Thursday, July 28, 2016

Green Beans and New Potatoes

This time of year is the perfect time to cook up a big pot of fresh green beans. You don't want to can all of them and then wait to enjoy the bounty from your garden! The other day I had just finished packing the last 13 quarts of beans for the year. I could have filled several more jars but I thought, "What's the point in not cooking some for Momma's Supper Night?" An elderly neighbor up the road who likes to drop in to sit in the shade and visit with Andy had just dropped off a bag with goodies from his garden. Inside I found some new red potatoes and I knew what would be on the menu. I cooked a roast in the crock pot and served green beans with new potatoes, fresh squash and sliced tomatoes out of the garden. Talk about a feast! Needless to say, we all enjoyed it tremendously and sent Momma home with enough for lunch the next day.

I followed the normal steps I take when fixing fresh picked green beans. First you snap the end off and break them in half, some in thirds. As you are breaking them, check to make sure you don't have to pull a string. Wash and rinse the beans.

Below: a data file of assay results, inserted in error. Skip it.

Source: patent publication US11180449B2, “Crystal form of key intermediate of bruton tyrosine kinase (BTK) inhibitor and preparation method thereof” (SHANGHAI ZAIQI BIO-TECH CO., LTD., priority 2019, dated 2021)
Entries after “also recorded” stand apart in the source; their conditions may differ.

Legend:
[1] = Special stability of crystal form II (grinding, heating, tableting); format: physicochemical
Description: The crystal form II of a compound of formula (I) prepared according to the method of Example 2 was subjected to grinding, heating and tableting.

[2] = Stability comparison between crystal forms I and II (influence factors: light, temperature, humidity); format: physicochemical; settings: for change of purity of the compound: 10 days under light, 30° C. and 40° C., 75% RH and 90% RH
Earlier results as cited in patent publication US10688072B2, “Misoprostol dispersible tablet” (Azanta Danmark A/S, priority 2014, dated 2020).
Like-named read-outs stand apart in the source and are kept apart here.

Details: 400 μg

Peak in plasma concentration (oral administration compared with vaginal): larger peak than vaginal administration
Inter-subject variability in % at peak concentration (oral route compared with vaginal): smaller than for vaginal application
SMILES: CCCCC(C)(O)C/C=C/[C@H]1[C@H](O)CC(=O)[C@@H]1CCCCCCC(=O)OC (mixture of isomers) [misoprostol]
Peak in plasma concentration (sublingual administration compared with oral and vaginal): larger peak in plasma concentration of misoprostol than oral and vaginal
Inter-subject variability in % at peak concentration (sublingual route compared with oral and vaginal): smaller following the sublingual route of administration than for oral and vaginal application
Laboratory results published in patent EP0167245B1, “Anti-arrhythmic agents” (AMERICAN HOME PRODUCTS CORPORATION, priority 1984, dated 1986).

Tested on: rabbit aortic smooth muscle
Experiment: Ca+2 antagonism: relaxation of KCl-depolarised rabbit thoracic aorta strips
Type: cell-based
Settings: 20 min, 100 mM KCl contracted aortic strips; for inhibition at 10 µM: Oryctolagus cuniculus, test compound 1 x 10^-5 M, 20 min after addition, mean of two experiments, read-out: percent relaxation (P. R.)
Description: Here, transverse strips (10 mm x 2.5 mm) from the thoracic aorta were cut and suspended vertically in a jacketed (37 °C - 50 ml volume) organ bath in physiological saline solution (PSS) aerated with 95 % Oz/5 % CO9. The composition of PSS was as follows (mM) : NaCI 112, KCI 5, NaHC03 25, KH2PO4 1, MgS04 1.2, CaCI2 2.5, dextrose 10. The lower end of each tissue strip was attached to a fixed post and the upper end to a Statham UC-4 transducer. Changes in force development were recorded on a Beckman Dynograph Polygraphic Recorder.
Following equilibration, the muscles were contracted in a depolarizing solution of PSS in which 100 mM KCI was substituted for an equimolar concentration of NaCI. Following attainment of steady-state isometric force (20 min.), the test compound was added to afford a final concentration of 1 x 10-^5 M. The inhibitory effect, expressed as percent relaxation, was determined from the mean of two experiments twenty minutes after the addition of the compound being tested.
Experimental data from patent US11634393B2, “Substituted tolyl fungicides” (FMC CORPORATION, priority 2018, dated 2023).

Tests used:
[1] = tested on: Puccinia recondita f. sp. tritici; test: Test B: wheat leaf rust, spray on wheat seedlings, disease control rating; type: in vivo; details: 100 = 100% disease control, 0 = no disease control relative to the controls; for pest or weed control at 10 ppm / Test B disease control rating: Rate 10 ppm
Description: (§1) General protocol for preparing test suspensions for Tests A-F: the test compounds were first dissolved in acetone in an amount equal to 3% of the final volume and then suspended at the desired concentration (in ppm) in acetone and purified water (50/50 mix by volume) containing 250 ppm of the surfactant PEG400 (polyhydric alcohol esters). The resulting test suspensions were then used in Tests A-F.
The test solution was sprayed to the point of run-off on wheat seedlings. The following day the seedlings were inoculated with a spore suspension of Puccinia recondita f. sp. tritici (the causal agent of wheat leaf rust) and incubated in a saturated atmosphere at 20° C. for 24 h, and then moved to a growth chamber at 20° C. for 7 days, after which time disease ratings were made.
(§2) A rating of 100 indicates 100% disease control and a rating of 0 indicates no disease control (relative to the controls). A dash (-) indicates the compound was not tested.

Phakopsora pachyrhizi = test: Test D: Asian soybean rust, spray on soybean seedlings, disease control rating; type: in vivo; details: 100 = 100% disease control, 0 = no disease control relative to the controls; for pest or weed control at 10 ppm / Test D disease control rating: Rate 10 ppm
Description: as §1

Put the beans in a big pot with enough space (3" or so over the top of the beans). I'd rather use a too big pot than one where you don't have ample "boiling space." 

Since I didn't have a big ham bone to cook with them like I normally fix fresh green beans, I dug in the bottom drawer of my refrigerator and pulled out my trusty old jar of bacon grease. Drop a very healthy spoonful (and I'm not talking about a teaspoon!) into the beans. Cover with water. To start with, add 4 teaspoons of salt. You can add more, but I think it could make them too salty. I always taste a bean after they've been cooking for an hour and see if they need additional seasoning. 

Bring the beans to a nice, slow boil and cook for approximately two hours. The beans should be tender, yet firm. Keep an eye on them! I have had the water cook down so much I had to add a little extra.

Add the washed and chopped up potatoes to the pot. We leave the skins on! If needed, add additional water. Let these cook another 30-40 minutes or so on medium heat. The edges of the potatoes should look smooth and some of the skins should start peeling back when the potatoes are cooked through.

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